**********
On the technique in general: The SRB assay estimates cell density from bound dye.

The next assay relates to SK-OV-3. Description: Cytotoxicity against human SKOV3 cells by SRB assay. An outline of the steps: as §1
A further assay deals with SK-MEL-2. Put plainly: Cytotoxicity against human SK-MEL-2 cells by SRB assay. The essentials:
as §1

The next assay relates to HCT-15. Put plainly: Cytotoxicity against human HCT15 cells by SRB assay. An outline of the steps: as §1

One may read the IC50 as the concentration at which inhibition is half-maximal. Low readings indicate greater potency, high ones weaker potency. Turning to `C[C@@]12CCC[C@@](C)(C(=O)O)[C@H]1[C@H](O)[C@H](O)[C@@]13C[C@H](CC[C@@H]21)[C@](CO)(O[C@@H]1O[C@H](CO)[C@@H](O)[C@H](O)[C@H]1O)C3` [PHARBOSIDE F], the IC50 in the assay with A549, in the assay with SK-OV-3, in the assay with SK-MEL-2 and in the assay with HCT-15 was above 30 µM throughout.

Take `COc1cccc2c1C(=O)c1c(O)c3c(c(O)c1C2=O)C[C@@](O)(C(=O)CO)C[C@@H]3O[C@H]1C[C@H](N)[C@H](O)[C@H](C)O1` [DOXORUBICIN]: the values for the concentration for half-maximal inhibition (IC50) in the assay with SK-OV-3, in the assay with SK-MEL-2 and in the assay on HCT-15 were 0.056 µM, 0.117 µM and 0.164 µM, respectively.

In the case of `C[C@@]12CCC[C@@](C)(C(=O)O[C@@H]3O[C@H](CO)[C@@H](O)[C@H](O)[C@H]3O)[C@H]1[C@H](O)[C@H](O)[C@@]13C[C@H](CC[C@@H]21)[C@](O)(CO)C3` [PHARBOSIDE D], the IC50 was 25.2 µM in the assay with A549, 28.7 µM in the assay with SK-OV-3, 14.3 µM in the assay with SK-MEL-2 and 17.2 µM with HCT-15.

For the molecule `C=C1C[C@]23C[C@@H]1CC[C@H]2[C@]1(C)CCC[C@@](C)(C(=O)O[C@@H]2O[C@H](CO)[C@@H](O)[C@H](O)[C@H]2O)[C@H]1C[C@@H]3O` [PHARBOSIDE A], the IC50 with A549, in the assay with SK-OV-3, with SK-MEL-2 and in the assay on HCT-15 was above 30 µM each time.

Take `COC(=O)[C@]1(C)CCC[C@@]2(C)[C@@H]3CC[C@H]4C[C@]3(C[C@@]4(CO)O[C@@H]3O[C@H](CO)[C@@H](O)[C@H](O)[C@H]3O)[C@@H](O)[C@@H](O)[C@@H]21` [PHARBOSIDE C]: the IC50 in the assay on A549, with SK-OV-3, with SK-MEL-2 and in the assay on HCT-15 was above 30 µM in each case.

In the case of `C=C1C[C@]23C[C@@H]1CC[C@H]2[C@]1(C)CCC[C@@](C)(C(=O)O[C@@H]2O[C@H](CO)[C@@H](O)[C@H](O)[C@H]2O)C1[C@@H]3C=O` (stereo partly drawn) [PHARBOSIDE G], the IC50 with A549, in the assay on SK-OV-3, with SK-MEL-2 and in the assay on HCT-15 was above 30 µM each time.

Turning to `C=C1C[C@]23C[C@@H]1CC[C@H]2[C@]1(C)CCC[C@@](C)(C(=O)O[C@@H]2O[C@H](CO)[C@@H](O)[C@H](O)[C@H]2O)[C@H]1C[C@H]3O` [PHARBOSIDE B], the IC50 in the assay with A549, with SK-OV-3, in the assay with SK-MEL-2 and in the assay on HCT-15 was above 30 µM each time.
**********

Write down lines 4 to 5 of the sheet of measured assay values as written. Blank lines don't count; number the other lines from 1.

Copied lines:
as §1

The next assay relates to HCT-15. Put plainly: Cytotoxicity against human HCT15 cells by SRB assay. An outline of the steps: as §1